Leading in emergencies requires the “C” word.
As more organizations intentionally focus on employee engagement and motivation, leaders are increasingly afraid of using the word “control.” And there’s a good reason.
The leadership research has consistently revealed that command and control power structures are not effective in the 21st century. They’re usually detrimental.
You see, there’s a time when command and control are not just acceptable, but essential. That’s in a time of emergency.
In a crisis, you need to lead with control. You need to apply leader-driven coordination.
“Leader-driven coordination is a ‘top-down approach.’… The leader is in charge, making decisions and directing the team’s strategy.”
In times of emergencies, natural disasters, and virus outbreaks, this is the most effective approach. This is not the time to make decisions by committee.
I’m not saying that people’s input doesn’t matter during emergencies. It’s quite the contrary. It matters more.
However, when disaster strikes, you need to have the conviction to make decisions that are going to be unpopular. And if those decisions will protect the health, safety, and well-being of people and minimize damage to property, you need to have the courage to stay the course despite the opposition and resistance you face.
Best Practices for Leading During Emergencies
In times of crisis, things can get chaotic, and you’re under pressure to make rapid-fire decisions without compromising effectiveness.
Here are some best practices that can help:
1. Have a Plan
Develop a written site emergency plan, site evacuation plan, and business continuity plan should your facilities become inoperable.
Cover various scenarios, such as natural disasters, acts of terrorism, accidents, and epidemics. But plans are only as good as people know them and use them.
Engage your team in routine emergency response exercises and debriefing to help employees to know the expectations, practice execution, give their input, and learn from their mistakes.
The more deliberate and prepared your team is before disaster strikes, the more effective your collective response will be.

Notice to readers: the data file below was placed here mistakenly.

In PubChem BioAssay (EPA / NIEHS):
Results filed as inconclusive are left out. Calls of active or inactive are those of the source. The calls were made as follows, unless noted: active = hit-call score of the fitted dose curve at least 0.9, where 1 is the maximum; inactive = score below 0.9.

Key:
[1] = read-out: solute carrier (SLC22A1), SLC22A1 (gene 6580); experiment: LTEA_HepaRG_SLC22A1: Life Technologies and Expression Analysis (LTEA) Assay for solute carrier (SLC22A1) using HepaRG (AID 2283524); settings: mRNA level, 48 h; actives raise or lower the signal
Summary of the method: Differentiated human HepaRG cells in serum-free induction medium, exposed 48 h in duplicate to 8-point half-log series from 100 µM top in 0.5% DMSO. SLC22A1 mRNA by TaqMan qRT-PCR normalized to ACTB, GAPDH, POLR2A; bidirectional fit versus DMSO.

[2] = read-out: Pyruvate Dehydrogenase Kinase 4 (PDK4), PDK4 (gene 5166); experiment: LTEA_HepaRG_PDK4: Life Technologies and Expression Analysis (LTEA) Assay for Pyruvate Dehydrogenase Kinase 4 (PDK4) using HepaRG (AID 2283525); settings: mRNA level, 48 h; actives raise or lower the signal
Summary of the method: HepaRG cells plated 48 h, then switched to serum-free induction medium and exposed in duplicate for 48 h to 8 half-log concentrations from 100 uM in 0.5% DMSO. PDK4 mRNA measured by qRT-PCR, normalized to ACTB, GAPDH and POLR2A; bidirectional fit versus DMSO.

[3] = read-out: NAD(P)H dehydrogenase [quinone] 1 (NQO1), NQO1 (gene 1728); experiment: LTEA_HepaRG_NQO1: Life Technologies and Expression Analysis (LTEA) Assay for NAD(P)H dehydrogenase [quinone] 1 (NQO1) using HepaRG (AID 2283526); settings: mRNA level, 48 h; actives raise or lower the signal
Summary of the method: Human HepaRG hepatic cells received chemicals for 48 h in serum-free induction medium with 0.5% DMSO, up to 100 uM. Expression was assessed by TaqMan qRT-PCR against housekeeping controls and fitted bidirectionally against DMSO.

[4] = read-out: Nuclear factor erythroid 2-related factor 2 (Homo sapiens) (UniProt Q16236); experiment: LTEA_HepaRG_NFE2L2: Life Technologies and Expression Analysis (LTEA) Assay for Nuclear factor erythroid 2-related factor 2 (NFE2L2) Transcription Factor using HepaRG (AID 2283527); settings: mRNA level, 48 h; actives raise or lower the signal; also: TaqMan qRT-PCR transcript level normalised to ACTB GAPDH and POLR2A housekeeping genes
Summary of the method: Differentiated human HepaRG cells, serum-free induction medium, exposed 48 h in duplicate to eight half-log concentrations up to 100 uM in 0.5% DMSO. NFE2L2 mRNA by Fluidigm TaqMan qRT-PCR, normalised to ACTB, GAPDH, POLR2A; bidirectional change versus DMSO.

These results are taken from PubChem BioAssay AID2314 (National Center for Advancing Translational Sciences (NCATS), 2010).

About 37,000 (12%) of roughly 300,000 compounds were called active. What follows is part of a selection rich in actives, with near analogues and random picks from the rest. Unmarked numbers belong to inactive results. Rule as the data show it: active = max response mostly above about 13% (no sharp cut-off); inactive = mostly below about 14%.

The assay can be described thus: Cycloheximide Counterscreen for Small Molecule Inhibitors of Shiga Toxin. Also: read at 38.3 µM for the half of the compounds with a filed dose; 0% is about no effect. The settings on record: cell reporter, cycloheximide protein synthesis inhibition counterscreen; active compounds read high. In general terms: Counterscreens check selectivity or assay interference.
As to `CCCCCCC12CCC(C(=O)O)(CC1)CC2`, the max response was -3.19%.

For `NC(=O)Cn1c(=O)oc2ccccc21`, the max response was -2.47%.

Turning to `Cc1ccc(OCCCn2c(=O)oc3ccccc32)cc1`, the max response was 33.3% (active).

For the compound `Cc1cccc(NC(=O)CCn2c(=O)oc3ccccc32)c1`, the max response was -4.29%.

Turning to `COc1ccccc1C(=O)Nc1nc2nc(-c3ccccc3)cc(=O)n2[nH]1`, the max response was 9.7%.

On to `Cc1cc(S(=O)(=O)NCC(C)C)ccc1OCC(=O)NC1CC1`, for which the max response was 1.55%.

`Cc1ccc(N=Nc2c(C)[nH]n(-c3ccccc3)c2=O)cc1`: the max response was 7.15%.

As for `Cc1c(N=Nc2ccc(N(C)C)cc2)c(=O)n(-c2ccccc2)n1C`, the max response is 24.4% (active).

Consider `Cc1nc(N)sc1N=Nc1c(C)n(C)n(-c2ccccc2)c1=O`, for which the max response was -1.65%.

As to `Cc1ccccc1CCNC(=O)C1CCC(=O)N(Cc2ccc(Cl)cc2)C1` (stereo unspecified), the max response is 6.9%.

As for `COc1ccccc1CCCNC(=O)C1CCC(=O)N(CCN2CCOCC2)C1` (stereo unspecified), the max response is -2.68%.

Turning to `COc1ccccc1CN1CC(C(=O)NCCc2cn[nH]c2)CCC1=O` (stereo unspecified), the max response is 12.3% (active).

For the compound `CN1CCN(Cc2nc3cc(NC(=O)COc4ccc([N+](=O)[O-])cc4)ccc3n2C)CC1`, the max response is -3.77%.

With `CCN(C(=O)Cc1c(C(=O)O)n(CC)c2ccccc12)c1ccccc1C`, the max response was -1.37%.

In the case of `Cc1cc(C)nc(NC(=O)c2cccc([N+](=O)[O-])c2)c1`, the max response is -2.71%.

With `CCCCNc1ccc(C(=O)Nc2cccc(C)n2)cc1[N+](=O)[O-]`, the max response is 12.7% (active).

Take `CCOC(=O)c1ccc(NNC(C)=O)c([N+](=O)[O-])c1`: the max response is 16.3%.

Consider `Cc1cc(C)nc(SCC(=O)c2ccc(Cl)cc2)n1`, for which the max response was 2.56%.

2. Act Quickly and Prudently
Acting quickly and with sound judgment can mitigate risk to the health, safety, and well-being of people. It can also minimize the loss of property.
Failure to act quickly can lead to disastrous consequences, including death. If you have a written plan in place that you and employees know inside and out, you position yourself for quick and sound execution.
3. Acknowledge the Situation
It’s not business as usual. There’s a crisis underway, and people expect to hear from their leaders. Carrying on like nothing’s wrong is like burying our heads in the sand. People want and need direction. They want to know what you’re doing to keep them safe.
4. Communicate a Unified Message
Gather your leadership team and clarify the expected messaging to your staff, your clients and customers, and other stakeholders. It should be one that provides truth, hope, direction, and courage.
Create open lines of communication and encourage people to express their concerns, doubts, and fears.
In answering questions, make sure the information you disseminate is accurate. It’s better to say you don’t know and will find out than to give out misinformation. Sharing inaccurate information shatters people’s trust in you.
5. Be Proactive
Act now and do the right thing.
Don’t wait for government officials to issue orders on how to care for your team. Postponing actions just delays the inevitable, and employees will think you only acted because you were forced to do so.
Doing what’s right makes it clear to people that they matter. You’ll reap the rewards in many ways long after the crisis.
6. Take Care of Yourself and Your Family
In times of catastrophe, it’s easy to forget that your family needs you. They need you to stay healthy and safe. They need you to make them your number one priority. Don’t lose sight of that.
7. Regroup and Debrief
When the emergency is over, debrief with your team. What went well? What could have been done better? It’s not about blame. It’s about an opportunity to learn from your collective mistakes so that you’re better prepared the next time.
It’s much more difficult to manage teams in times of calamity. But it’s also an amazing opportunity to strengthen your bond. If you take control of the situation with people’s best interests in mind, you and your team will emerge much stronger.
Sylvia Melena is the Founder & CEO Melena Consulting Group and the award-winning author of Supportive Accountability: How to Inspire People and Improve Performance.